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Nine meals from anarchy*

Kate-Cooper.jpgThe untutored, asked how to handle a food crisis, are prone to suggest that everyone grow vegetables in their backyards. They did it in World War II!

I fell into this trap once myself, during the 2008 financial crisis, when I heard a Russian commentator explain on US talk radio that Americans could never survive because we were too soft and individualistic, whereas Russians were used to helping each other out in hard times, living together in cramped conditions, and working around shortages. Nonsense, I thought. Americans are quite capable of turning off their TVs, getting up off their couches, and doing useful stuff when they need to. Wishing for a Plan B, I thought of the huge backyard some Pennsylvania friends had, which backed onto three more similarly-sized backyards, and imagined a cooperative arrangement in which one family kept chickens and another grew some things, and a third grew some complementary things...and they swapped and so on.

My Pennsylvania friends were not impressed. "Is this a joke?"

"It's a Plan B! It's good to have a Plan B!"

It's not a Plan B.

A couple of years ago, at the annual conference convened by the Cybernetics Society, I learned it wasn't even a Plan Y.

"It's subsistence farming," Kate Cooper explained as part of her talk on food security. The grueling full-time unpredictability of that is is what most of us gave up in favor of selecting items off grocery store shelves once or twice a week.

The point about subsistence farming is that it's highly unreliable, highly individual, and doesn't scale to the levels required for a modern society, still less for a densely populated modern British society that imports almost all its food. Yes, people were encouraged to grow vegetables in World War II, but although the net effect was good for morale and for helping people better understand the foods they eat, it doesn't help anyone understand the food system and its scale and complexity. Basically, in terms of the problem of feeding the nation, it was a rounding error. Worth doing, but not a solution.

Cooper is the executive director of the Birmingham Food Council, a community interest company that grew out of efforts to think about the future of Birmingham. "It's our job to be an exemplar of how to think about the food system," she explained.

Two years later, with stories everywhere about escalating food prices and dangerous shortages, the interdependencies that underlie our food supply are being exposed by the intermingling of three separate crises, each of which would be bad on its own: the pandemic, Russia's invasion of Ukraine, and climate change. A source I can't recall calls this constellation a "polycrisis" - multiple simultaneous crises that interact to make them all worse. Plus, while the present government doesn't admit it, *Brexit* has added substantially to the challenges of maintaining the UK's increasingly brittle, highly complex system that few of us understand by fracturing trade relationships and pushing workers out of the industry.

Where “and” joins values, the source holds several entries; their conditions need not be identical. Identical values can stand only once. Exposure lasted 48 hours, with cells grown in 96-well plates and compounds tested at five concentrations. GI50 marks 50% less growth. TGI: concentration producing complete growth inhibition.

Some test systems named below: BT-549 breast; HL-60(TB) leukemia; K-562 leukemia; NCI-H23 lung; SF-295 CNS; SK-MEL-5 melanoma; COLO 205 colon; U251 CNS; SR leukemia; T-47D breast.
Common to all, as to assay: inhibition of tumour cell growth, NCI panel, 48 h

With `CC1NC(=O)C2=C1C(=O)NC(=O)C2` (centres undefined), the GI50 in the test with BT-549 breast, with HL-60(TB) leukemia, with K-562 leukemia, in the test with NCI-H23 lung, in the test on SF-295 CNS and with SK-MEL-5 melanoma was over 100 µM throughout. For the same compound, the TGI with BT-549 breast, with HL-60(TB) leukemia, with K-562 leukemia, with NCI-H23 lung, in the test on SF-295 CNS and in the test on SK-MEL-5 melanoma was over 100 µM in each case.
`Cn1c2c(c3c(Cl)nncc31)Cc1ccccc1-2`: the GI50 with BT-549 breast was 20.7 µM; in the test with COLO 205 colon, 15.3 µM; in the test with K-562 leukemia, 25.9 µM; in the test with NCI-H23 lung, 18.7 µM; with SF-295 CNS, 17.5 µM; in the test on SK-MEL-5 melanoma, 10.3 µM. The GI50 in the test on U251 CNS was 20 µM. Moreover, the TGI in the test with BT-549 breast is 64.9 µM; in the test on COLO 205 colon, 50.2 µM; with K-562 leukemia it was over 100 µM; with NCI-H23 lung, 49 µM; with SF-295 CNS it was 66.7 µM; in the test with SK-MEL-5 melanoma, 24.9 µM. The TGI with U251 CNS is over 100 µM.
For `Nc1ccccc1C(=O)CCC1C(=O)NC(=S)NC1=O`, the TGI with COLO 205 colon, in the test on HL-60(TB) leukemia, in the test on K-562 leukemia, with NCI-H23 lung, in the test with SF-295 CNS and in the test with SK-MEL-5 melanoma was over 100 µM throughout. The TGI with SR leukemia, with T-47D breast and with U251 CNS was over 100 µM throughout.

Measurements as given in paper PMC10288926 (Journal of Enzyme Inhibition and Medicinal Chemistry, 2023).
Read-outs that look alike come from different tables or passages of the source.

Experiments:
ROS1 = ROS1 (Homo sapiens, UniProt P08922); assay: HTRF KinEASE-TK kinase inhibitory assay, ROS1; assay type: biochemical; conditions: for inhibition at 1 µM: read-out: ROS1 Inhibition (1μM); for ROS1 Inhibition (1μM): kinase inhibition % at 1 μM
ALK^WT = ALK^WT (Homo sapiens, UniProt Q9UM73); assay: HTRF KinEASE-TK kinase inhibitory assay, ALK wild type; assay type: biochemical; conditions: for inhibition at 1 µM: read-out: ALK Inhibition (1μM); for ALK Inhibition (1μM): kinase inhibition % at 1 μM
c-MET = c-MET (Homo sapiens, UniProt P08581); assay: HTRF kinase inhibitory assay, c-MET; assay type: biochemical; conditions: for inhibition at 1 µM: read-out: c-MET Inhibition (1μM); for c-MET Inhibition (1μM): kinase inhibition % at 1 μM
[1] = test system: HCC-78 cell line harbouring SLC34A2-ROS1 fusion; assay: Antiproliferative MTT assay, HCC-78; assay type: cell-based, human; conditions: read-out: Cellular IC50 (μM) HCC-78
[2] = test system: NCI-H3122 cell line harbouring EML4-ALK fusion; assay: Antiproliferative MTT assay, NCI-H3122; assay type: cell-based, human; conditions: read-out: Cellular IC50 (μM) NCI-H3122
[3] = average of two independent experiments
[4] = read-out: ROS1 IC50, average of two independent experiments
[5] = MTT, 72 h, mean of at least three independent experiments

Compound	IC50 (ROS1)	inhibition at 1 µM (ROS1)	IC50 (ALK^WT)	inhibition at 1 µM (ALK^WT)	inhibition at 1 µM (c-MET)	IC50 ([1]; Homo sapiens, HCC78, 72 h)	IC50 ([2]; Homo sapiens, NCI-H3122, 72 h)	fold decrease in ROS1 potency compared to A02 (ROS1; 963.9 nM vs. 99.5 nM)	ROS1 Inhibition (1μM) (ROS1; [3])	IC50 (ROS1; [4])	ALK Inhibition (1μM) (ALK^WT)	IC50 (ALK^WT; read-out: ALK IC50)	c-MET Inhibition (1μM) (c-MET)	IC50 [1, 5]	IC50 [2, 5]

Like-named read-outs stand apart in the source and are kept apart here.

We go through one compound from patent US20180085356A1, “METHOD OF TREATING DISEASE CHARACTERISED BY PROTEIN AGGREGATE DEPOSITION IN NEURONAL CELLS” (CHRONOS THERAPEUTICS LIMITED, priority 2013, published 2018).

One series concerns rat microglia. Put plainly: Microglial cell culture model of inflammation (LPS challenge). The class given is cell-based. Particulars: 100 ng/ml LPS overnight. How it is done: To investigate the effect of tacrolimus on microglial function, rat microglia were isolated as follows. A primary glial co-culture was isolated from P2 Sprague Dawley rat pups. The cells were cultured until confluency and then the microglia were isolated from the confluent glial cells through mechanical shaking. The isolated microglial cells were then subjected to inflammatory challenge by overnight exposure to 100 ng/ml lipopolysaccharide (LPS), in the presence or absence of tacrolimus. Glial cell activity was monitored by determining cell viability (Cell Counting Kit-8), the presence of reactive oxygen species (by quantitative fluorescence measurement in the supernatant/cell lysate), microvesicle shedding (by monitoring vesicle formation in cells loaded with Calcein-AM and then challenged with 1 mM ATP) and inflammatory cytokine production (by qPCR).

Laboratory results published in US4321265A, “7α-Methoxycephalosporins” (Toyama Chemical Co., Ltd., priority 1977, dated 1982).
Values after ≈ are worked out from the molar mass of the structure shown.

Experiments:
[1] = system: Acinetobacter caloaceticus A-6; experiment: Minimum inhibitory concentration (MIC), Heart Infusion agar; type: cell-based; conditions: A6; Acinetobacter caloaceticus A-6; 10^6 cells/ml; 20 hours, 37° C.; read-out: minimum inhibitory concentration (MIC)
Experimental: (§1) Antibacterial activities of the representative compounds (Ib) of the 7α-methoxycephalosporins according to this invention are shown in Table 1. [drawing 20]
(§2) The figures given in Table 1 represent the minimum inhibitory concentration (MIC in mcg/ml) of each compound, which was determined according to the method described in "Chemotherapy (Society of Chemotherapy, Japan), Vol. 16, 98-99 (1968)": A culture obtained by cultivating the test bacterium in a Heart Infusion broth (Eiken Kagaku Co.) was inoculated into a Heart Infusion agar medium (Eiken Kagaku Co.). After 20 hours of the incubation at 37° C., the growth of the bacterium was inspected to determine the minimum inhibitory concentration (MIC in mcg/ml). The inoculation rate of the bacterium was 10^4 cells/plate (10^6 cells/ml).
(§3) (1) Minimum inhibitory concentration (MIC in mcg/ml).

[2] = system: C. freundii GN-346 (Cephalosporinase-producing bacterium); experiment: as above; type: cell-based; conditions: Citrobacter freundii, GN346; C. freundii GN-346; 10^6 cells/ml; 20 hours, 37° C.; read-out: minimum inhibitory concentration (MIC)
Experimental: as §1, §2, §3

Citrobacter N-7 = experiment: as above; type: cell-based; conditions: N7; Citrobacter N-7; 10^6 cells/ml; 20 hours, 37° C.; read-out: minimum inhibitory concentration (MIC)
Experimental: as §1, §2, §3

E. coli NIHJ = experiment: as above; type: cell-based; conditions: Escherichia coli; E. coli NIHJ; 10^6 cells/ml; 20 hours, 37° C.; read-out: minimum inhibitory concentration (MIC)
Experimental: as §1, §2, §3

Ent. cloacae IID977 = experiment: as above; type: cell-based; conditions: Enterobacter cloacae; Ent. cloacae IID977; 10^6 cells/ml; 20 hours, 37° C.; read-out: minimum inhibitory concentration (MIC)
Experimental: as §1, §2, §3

As part of its research, the Council created The Game, a scenario-based role-playing game for decision makers, food sector leaders, researchers, and other policy influencers in which teams of four to six are put in charge of a city and must maintain the residents' access to enough safe and nutritious food.

I felt better about my own level of ignorance when I learned that one player's idea for combating shortages was to grow potatoes along the A38, a major route that runs from Bodmin, Cornwall, to Mansfield, Nottinghamshire. No idea of scale, you see, or the toxins passing automobiles deposit in the soil. (To say nothing of the inefficiencies of trying to farm a plot of land that's 292 miles long and a few hundred yards wide...) Another player wanted to get the national government to send in the army. Also not helping...but they were not alone, as many players found it difficult to feed their populations. People who had played it when the pandemic began forcing lockdowns and hourly changes to the food system. "Nothing had surprised [the people who had played The Game]", she said. Even so, the lockdowns showed the fragility of the food system and how powerless local officials are to do anything about it.

There are options at the national level. If you are lucky enough to have a government that has both the resources and the will to plan for the future, you can create buffer stocks to tide you through a crisis. You need a plan to rotate and resupply since some things (grain) store much better than others (fresh produce). Cooper has a simple plan for deciding which foodstuffs should be stored and which not: is it subject to VAT? That would lead to storing essentials - the healthy, nutritious stuff - and not candy, alcohol, caffeine, sugar, potato chips. Cooper calls those "drug foods", and notes that over 50% of most household budgets are spent on them, 6% of the potato crop goes to making Walker's potato chips, and a 2012 estimate found that Coca Cola's global consumption of water was enough to meet the annual daily needs of more than 2 billion people.

"Is this a sensible use of increasingly scarce land and water?" she asked.

Put like that, what can you say?

Illustrations: Kate Cooper. *Quote attributed to Alfred Henry Lewis, 1906.

Wendy M. Grossman is the 2013 winner of the Enigma Award. Her Web site has an extensive archive of her books, articles, and music, and an archive of earlier columns in this series. Stories about the border wars between cyberspace and real life are posted occasionally during the week at the net.wars Pinboard - or follow on Twitter.


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